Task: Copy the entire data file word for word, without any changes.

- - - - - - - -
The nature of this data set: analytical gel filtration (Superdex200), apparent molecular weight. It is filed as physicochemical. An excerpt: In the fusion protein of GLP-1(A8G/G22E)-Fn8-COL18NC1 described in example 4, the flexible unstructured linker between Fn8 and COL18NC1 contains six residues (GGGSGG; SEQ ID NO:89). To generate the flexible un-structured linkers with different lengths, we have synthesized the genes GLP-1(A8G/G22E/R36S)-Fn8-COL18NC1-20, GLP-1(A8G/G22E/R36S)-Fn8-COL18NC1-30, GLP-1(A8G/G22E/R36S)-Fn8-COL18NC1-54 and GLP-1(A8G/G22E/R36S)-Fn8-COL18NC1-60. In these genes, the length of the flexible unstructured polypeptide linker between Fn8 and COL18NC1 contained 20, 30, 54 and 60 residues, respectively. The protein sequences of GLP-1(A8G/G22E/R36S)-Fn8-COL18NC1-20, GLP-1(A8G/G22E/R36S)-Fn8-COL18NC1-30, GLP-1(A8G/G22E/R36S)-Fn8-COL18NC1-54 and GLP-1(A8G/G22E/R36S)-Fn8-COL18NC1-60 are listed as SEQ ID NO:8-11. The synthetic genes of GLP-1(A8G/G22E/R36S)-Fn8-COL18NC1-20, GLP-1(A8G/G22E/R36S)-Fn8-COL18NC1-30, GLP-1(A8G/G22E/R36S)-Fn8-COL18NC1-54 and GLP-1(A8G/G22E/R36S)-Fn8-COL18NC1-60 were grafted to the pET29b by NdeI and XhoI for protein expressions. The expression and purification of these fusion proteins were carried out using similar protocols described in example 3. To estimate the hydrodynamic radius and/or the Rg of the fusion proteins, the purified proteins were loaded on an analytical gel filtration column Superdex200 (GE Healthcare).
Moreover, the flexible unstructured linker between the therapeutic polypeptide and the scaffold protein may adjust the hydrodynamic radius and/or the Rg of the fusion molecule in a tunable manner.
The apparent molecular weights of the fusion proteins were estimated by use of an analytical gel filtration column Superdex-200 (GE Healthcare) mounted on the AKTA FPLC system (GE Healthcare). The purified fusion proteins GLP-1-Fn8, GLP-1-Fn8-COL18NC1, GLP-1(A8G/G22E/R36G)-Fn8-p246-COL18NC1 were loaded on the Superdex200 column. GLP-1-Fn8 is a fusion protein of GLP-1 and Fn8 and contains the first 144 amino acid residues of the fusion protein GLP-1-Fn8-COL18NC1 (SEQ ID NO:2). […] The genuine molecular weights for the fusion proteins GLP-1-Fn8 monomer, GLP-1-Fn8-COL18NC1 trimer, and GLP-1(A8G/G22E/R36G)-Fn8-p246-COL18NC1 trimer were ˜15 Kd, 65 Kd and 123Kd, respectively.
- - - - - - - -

The nature of this data set: analytical gel filtration (Superdex200), apparent molecular weight. It is filed as physicochemical. An excerpt: In the fusion protein of GLP-1(A8G/G22E)-Fn8-COL18NC1 described in example 4, the flexible unstructured linker between Fn8 and COL18NC1 contains six residues (GGGSGG; SEQ ID NO:89). To generate the flexible un-structured linkers with different lengths, we have synthesized the genes GLP-1(A8G/G22E/R36S)-Fn8-COL18NC1-20, GLP-1(A8G/G22E/R36S)-Fn8-COL18NC1-30, GLP-1(A8G/G22E/R36S)-Fn8-COL18NC1-54 and GLP-1(A8G/G22E/R36S)-Fn8-COL18NC1-60. In these genes, the length of the flexible unstructured polypeptide linker between Fn8 and COL18NC1 contained 20, 30, 54 and 60 residues, respectively. The protein sequences of GLP-1(A8G/G22E/R36S)-Fn8-COL18NC1-20, GLP-1(A8G/G22E/R36S)-Fn8-COL18NC1-30, GLP-1(A8G/G22E/R36S)-Fn8-COL18NC1-54 and GLP-1(A8G/G22E/R36S)-Fn8-COL18NC1-60 are listed as SEQ ID NO:8-11. The synthetic genes of GLP-1(A8G/G22E/R36S)-Fn8-COL18NC1-20, GLP-1(A8G/G22E/R36S)-Fn8-COL18NC1-30, GLP-1(A8G/G22E/R36S)-Fn8-COL18NC1-54 and GLP-1(A8G/G22E/R36S)-Fn8-COL18NC1-60 were grafted to the pET29b by NdeI and XhoI for protein expressions. The expression and purification of these fusion proteins were carried out using similar protocols described in example 3. To estimate the hydrodynamic radius and/or the Rg of the fusion proteins, the purified proteins were loaded on an analytical gel filtration column Superdex200 (GE Healthcare).
Moreover, the flexible unstructured linker between the therapeutic polypeptide and the scaffold protein may adjust the hydrodynamic radius and/or the Rg of the fusion molecule in a tunable manner.
The apparent molecular weights of the fusion proteins were estimated by use of an analytical gel filtration column Superdex-200 (GE Healthcare) mounted on the AKTA FPLC system (GE Healthcare). The purified fusion proteins GLP-1-Fn8, GLP-1-Fn8-COL18NC1, GLP-1(A8G/G22E/R36G)-Fn8-p246-COL18NC1 were loaded on the Superdex200 column. GLP-1-Fn8 is a fusion protein of GLP-1 and Fn8 and contains the first 144 amino acid residues of the fusion protein GLP-1-Fn8-COL18NC1 (SEQ ID NO:2). […] The genuine molecular weights for the fusion proteins GLP-1-Fn8 monomer, GLP-1-Fn8-COL18NC1 trimer, and GLP-1(A8G/G22E/R36G)-Fn8-p246-COL18NC1 trimer were ˜15 Kd, 65 Kd and 123Kd, respectively.